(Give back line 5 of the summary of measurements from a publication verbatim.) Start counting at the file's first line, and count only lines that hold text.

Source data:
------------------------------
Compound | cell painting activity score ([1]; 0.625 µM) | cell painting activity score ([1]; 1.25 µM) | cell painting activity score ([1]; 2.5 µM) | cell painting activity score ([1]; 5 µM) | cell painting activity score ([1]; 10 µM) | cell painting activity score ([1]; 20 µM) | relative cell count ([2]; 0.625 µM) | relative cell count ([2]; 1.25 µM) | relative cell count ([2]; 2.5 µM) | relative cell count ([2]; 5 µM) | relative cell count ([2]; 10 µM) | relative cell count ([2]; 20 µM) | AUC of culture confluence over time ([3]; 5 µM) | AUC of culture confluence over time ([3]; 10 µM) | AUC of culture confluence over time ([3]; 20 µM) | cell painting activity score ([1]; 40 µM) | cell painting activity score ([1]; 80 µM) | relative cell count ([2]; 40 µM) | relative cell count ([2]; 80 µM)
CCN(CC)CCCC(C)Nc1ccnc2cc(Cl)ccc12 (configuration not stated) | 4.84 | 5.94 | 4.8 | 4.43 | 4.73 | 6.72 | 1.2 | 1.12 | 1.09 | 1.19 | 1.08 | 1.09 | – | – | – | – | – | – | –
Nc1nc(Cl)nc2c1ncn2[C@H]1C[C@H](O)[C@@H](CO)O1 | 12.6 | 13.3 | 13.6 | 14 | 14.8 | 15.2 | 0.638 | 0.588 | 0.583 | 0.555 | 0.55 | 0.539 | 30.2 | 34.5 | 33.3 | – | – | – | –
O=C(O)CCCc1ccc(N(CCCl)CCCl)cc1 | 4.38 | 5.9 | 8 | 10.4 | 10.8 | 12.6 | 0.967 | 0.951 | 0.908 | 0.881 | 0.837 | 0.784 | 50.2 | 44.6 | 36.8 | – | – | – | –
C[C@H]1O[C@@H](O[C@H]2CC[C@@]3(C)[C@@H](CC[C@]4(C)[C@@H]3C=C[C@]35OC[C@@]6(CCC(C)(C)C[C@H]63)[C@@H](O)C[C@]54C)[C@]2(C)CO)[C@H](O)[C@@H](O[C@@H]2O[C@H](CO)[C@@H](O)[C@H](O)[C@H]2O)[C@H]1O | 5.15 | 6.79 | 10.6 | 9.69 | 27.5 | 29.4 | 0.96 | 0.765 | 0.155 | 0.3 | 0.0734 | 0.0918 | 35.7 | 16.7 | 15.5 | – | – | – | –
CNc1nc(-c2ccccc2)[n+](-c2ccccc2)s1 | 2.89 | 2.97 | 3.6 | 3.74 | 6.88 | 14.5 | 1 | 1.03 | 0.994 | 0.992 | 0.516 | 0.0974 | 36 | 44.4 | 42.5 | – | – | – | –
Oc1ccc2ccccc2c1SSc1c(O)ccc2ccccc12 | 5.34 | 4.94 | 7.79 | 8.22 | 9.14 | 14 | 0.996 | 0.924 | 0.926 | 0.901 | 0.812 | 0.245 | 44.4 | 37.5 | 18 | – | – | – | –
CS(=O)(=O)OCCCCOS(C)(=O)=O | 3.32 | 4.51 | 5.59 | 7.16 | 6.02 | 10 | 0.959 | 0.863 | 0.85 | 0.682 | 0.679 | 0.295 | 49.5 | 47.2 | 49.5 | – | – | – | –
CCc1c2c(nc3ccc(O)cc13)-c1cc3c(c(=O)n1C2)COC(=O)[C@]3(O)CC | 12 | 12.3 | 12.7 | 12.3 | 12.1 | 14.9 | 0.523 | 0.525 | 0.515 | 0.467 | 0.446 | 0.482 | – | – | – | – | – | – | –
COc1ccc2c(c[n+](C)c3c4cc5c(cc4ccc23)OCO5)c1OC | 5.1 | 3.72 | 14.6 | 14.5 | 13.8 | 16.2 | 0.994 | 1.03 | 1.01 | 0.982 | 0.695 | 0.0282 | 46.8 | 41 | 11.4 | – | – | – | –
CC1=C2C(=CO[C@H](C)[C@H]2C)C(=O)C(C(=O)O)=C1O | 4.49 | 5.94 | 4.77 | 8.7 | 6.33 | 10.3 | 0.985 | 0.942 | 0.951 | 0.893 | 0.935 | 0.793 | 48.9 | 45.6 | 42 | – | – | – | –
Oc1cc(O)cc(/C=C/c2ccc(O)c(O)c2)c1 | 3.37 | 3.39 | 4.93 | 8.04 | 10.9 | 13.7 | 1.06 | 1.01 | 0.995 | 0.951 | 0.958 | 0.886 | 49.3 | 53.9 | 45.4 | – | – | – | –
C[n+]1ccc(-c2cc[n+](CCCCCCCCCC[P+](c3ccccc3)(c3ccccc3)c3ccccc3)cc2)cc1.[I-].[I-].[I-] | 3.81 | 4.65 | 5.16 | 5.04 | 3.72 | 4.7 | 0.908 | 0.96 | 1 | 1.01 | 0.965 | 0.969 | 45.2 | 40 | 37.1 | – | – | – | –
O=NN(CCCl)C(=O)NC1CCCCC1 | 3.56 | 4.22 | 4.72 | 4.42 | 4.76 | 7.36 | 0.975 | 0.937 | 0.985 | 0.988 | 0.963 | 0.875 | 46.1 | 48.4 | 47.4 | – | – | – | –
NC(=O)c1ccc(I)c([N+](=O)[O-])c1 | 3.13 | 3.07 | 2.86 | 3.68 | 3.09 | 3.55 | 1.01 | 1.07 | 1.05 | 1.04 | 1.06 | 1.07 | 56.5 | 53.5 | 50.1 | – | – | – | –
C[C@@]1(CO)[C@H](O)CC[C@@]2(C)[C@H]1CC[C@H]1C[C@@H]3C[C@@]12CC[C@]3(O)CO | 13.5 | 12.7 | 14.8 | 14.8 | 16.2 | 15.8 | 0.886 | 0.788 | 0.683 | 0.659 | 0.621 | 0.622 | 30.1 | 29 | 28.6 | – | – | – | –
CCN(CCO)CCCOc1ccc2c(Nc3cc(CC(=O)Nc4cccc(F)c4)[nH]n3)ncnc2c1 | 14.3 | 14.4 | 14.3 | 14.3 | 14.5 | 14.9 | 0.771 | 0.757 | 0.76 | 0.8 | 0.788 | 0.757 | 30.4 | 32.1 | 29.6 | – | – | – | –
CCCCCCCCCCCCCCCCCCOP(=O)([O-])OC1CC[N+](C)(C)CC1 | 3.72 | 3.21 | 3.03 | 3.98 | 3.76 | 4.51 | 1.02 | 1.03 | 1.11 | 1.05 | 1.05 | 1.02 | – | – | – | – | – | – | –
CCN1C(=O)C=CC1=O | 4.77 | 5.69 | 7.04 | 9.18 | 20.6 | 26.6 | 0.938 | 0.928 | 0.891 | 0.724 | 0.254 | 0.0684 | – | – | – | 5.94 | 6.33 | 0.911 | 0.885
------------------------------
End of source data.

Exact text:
C[C@H]1O[C@@H](O[C@H]2CC[C@@]3(C)[C@@H](CC[C@]4(C)[C@@H]3C=C[C@]35OC[C@@]6(CCC(C)(C)C[C@H]63)[C@@H](O)C[C@]54C)[C@]2(C)CO)[C@H](O)[C@@H](O[C@@H]2O[C@H](CO)[C@@H](O)[C@H](O)[C@H]2O)[C@H]1O | 5.15 | 6.79 | 10.6 | 9.69 | 27.5 | 29.4 | 0.96 | 0.765 | 0.155 | 0.3 | 0.0734 | 0.0918 | 35.7 | 16.7 | 15.5 | – | – | – | –